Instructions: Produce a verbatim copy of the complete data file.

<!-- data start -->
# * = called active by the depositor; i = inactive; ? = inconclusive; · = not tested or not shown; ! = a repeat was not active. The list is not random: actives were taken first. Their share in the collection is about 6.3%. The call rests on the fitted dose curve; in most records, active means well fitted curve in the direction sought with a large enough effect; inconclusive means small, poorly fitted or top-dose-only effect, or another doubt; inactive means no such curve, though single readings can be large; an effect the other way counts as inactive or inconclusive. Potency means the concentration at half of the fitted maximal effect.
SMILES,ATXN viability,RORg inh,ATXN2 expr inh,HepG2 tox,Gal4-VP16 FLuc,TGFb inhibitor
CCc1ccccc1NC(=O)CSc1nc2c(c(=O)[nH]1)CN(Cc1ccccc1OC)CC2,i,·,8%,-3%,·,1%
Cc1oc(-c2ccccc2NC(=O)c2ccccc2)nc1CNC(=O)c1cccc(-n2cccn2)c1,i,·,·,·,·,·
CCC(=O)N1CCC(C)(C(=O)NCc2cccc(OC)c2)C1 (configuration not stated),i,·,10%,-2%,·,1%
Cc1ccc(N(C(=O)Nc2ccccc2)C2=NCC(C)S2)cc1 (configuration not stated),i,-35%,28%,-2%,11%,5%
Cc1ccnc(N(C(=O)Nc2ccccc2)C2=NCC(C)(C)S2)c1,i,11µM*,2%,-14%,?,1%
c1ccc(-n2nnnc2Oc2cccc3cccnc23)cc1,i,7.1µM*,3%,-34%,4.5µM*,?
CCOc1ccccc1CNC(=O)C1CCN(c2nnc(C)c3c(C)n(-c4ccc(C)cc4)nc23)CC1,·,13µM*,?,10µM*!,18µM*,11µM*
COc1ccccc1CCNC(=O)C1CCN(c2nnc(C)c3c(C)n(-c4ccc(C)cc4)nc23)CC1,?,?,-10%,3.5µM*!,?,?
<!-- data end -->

# * = called active by the depositor; i = inactive; ? = inconclusive; · = not tested or not shown; ! = a repeat was not active. The list is not random: actives were taken first. Their share in the collection is about 6.3%. The call rests on the fitted dose curve; in most records, active means well fitted curve in the direction sought with a large enough effect; inconclusive means small, poorly fitted or top-dose-only effect, or another doubt; inactive means no such curve, though single readings can be large; an effect the other way counts as inactive or inconclusive. Potency means the concentration at half of the fitted maximal effect.
SMILES,ATXN viability,RORg inh,ATXN2 expr inh,HepG2 tox,Gal4-VP16 FLuc,TGFb inhibitor
CCc1ccccc1NC(=O)CSc1nc2c(c(=O)[nH]1)CN(Cc1ccccc1OC)CC2,i,·,8%,-3%,·,1%
Cc1oc(-c2ccccc2NC(=O)c2ccccc2)nc1CNC(=O)c1cccc(-n2cccn2)c1,i,·,·,·,·,·
CCC(=O)N1CCC(C)(C(=O)NCc2cccc(OC)c2)C1 (configuration not stated),i,·,10%,-2%,·,1%
Cc1ccc(N(C(=O)Nc2ccccc2)C2=NCC(C)S2)cc1 (configuration not stated),i,-35%,28%,-2%,11%,5%
Cc1ccnc(N(C(=O)Nc2ccccc2)C2=NCC(C)(C)S2)c1,i,11µM*,2%,-14%,?,1%
c1ccc(-n2nnnc2Oc2cccc3cccnc23)cc1,i,7.1µM*,3%,-34%,4.5µM*,?
CCOc1ccccc1CNC(=O)C1CCN(c2nnc(C)c3c(C)n(-c4ccc(C)cc4)nc23)CC1,·,13µM*,?,10µM*!,18µM*,11µM*
COc1ccccc1CCNC(=O)C1CCN(c2nnc(C)c3c(C)n(-c4ccc(C)cc4)nc23)CC1,?,?,-10%,3.5µM*!,?,?